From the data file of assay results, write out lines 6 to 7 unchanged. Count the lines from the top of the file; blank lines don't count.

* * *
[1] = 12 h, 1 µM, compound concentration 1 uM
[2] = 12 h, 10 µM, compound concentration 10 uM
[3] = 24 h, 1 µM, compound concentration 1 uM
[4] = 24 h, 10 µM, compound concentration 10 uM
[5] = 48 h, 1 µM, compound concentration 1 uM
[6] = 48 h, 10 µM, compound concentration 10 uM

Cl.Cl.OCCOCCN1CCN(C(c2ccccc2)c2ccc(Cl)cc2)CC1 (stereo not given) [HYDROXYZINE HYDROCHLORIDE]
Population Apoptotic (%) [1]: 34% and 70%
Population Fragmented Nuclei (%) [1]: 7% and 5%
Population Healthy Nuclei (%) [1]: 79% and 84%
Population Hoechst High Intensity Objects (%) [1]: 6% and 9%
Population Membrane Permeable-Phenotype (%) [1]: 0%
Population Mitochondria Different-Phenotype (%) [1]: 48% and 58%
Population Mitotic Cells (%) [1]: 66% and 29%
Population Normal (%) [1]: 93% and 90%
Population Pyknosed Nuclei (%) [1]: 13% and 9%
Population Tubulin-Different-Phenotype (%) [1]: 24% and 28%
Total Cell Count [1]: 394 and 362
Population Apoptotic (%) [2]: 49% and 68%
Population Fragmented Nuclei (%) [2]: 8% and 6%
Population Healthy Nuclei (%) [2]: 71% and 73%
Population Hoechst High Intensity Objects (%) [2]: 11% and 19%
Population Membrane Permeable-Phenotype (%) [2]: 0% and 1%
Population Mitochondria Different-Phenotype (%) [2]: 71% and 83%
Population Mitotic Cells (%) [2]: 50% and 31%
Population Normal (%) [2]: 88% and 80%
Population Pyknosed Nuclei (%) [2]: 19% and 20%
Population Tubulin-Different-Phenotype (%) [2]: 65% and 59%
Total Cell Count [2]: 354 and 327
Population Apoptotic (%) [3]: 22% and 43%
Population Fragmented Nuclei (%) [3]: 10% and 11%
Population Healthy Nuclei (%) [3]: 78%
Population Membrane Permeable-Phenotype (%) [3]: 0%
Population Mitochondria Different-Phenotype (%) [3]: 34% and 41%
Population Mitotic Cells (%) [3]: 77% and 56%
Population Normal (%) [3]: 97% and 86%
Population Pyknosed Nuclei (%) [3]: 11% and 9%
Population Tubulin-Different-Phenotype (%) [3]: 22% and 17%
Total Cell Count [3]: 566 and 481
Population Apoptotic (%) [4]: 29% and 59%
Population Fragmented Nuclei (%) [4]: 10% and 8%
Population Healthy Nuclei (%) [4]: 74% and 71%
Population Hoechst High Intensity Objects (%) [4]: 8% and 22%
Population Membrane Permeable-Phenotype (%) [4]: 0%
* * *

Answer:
[6] = 48 h, 10 µM, compound concentration 10 uM

Cl.Cl.OCCOCCN1CCN(C(c2ccccc2)c2ccc(Cl)cc2)CC1 (stereo not given) [HYDROXYZINE HYDROCHLORIDE]